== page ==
Beyond that, there are some interesting contenders here, including a Kip Moore and Morgan Wade collaboration that just missed our cut. Instead, we had to take the chance to include Billy Strings and Kelly Clarkson, alongside the strong radio hits from the Browns and Pearce and Stapleton. Why the remix featuring Messina didn’t land in the Single of The Year line-ups at either the ACMs or CMAs is a mystery, but we appreciate seeing one of the women of 90s country get some recognition.


Music Video of the Year

““If You Go Down, I’m Goin’ Down Too,” Kelsea Ballerini

“Light on in the Kitchen,” Ashley McBryde

“Thank God,” Kane Brown featuring Katelyn Brown

“Wait in the Truck,” HARDY featuring Lainey Wilson

“What He Didn’t Do,” Carly Pearce and Ashley McBryde

A category that we generally don’t have much investment in, this would at least give McBryde two separate nominations… Though the videos for both “Bonfire at Tina’s” and “Brenda Put Your Bra On” should have been long-listed and are better than any of the actual contenders.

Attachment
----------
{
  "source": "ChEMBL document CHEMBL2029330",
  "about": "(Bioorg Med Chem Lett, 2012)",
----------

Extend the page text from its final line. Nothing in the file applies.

New Artist


Zach Bryan

Mickey Guyton

Jelly Roll

Hailey Whitters

This category has a dire long-list that prioritized some gapingly untalented Morgan Wallen clones over any of the genre’s most compelling new acts. That Chapel Hart, for instance, made the short-list for Vocal Group but not for New Artist speaks volumes about the CMA voter base’s mindset. So we’ll vote for both BRELAND and Guyton on principle and on artistic merit, and we’ll fill out the category with Bryan, Jelly Roll, and Whitters. But we’re far more bullish on the future of the genre than what the CMA long-list reflects.